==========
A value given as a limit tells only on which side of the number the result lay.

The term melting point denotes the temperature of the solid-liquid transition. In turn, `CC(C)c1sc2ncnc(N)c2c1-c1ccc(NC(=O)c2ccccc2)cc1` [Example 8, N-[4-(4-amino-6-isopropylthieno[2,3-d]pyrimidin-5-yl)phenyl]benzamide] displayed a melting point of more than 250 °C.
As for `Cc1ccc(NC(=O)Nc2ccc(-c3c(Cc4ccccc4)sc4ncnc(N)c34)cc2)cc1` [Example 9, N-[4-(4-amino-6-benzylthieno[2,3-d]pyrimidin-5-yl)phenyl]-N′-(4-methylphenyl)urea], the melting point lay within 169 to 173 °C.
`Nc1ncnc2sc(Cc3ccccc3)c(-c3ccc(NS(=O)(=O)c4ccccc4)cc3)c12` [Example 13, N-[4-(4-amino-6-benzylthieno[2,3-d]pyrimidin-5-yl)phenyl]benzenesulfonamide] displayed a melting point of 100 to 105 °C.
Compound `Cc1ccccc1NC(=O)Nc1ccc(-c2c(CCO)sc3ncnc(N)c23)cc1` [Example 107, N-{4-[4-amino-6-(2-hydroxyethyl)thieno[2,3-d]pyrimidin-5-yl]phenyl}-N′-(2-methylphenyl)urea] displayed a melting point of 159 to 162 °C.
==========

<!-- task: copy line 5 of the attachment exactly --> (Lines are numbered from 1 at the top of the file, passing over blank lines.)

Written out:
Compound `Cc1ccccc1NC(=O)Nc1ccc(-c2c(CCO)sc3ncnc(N)c23)cc1` [Example 107, N-{4-[4-amino-6-(2-hydroxyethyl)thieno[2,3-d]pyrimidin-5-yl]phenyl}-N′-(2-methylphenyl)urea] displayed a melting point of 159 to 162 °C.